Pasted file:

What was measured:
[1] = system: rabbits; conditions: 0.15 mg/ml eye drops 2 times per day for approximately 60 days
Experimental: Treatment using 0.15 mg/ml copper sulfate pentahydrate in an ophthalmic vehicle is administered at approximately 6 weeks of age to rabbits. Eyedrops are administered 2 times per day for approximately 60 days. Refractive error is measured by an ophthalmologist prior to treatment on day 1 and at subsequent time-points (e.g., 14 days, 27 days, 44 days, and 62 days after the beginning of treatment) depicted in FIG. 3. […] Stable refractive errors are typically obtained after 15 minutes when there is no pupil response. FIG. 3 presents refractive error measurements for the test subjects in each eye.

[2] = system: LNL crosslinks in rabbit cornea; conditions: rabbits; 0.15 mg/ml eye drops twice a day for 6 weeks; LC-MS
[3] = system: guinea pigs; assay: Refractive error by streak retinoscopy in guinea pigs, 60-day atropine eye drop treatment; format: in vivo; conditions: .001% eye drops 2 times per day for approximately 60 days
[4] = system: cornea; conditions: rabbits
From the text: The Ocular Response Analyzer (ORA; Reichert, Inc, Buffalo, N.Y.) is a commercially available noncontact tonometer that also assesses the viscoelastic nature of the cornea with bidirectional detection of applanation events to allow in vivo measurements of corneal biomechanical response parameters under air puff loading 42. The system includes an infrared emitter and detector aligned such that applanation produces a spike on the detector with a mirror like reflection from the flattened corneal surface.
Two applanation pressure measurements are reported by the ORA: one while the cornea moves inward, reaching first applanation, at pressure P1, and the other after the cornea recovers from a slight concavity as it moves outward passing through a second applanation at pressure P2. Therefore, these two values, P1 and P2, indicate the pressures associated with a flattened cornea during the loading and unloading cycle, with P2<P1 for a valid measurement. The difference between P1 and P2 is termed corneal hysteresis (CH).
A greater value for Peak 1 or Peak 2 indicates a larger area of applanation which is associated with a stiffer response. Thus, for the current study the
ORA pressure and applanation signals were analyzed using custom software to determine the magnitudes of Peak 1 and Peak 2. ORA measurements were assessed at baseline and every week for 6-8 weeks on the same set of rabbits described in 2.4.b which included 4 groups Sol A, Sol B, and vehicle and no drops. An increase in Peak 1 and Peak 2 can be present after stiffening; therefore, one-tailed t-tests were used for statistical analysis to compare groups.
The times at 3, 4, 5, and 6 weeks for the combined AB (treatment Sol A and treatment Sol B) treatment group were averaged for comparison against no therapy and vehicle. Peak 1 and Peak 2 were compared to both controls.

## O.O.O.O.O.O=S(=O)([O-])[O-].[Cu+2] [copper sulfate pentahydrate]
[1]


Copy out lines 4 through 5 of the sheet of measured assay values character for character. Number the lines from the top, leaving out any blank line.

[2] = system: LNL crosslinks in rabbit cornea; conditions: rabbits; 0.15 mg/ml eye drops twice a day for 6 weeks; LC-MS
[3] = system: guinea pigs; assay: Refractive error by streak retinoscopy in guinea pigs, 60-day atropine eye drop treatment; format: in vivo; conditions: .001% eye drops 2 times per day for approximately 60 days